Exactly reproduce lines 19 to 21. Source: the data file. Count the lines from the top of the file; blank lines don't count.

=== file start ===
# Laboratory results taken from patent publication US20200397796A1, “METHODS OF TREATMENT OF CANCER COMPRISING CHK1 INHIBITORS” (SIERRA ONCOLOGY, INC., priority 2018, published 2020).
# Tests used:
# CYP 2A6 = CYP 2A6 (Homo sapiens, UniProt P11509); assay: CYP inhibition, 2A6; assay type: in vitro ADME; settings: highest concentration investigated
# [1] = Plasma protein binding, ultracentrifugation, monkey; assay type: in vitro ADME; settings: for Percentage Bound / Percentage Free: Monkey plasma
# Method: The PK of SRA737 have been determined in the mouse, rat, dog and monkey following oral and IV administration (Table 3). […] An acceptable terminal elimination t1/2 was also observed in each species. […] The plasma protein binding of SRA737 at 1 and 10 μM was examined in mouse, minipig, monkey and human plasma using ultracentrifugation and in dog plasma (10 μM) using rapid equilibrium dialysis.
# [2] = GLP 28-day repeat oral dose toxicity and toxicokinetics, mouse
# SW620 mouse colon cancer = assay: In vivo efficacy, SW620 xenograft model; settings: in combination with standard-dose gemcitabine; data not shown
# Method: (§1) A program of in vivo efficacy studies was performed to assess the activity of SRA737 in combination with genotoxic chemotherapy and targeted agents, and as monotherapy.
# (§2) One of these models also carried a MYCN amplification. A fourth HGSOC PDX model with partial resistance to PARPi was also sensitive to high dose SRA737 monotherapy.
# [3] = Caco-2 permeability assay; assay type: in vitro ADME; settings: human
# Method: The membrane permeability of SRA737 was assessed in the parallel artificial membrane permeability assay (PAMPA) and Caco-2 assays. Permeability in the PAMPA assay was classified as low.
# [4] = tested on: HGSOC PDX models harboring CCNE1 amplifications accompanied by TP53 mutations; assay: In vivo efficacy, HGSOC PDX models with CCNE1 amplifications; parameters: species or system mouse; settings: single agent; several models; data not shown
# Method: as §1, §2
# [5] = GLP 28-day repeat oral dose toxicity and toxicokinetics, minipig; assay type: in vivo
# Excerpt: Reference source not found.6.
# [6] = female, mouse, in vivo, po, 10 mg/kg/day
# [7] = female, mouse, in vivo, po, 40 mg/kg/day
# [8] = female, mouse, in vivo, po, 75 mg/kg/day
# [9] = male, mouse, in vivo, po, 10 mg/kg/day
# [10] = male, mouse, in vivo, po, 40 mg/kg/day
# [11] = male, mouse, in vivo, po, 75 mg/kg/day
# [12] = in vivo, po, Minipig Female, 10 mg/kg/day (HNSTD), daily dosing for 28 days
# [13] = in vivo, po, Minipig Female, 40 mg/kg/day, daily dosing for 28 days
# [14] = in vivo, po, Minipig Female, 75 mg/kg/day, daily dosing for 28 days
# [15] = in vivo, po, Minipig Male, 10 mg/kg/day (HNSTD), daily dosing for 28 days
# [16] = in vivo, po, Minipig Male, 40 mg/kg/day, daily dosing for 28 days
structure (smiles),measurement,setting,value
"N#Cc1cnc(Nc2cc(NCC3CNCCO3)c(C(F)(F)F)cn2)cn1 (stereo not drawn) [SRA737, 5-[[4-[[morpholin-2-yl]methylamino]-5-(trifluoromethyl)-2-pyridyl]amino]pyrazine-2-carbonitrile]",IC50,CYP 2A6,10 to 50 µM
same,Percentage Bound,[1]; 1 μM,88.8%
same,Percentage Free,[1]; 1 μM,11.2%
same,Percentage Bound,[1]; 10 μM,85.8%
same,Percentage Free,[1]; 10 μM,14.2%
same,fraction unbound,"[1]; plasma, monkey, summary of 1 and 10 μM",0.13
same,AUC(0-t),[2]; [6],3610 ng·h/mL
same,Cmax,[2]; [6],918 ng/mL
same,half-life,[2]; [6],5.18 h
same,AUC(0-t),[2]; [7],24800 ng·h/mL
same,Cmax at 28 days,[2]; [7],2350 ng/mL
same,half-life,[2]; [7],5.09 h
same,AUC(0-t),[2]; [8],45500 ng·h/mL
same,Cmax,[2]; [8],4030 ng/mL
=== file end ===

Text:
# [9] = male, mouse, in vivo, po, 10 mg/kg/day
# [10] = male, mouse, in vivo, po, 40 mg/kg/day
# [11] = male, mouse, in vivo, po, 75 mg/kg/day